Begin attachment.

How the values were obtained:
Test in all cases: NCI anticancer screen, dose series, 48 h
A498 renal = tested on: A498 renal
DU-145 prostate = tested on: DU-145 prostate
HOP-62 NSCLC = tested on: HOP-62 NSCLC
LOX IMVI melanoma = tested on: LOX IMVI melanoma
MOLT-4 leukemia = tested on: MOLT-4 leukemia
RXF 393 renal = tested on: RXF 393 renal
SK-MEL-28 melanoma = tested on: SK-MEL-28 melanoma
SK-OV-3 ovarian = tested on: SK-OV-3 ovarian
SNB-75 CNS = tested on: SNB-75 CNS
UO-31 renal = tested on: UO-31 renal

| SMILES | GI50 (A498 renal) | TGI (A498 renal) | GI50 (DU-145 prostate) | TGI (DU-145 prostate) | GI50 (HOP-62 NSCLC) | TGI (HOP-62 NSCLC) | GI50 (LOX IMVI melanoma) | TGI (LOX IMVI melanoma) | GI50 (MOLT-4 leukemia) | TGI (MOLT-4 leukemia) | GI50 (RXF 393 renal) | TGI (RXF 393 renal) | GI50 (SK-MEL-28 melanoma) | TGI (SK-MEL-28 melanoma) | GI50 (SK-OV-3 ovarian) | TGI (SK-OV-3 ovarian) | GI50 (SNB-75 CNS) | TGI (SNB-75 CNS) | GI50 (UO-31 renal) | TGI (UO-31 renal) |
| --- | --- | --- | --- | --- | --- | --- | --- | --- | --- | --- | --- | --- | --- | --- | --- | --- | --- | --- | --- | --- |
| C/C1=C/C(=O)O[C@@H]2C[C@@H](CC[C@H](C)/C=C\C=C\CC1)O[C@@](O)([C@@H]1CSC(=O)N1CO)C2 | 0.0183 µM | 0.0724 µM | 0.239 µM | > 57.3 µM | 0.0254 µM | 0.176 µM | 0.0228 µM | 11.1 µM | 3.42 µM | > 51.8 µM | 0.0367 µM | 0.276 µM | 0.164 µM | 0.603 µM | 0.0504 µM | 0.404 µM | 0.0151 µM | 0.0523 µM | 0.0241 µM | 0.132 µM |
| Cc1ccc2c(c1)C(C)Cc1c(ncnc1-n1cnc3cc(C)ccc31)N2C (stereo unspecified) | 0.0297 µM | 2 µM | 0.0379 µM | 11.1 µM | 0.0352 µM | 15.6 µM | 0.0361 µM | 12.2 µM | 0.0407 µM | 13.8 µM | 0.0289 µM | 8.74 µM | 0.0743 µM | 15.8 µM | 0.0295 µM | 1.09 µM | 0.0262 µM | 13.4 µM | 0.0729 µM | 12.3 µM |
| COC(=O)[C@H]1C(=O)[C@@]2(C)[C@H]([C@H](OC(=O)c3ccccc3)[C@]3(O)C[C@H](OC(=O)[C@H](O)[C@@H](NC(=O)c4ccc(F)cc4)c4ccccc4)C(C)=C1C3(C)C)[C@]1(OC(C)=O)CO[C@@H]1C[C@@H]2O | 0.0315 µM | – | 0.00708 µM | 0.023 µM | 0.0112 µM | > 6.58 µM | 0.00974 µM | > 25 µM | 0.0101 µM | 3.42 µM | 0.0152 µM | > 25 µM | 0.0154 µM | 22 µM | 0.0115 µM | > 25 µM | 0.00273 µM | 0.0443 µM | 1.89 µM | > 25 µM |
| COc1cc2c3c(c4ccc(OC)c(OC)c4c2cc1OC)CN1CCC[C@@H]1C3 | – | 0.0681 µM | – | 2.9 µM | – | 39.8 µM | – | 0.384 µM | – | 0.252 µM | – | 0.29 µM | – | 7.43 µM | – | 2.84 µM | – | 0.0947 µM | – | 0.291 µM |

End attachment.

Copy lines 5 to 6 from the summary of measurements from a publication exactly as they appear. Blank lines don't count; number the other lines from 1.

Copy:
HOP-62 NSCLC = tested on: HOP-62 NSCLC
LOX IMVI melanoma = tested on: LOX IMVI melanoma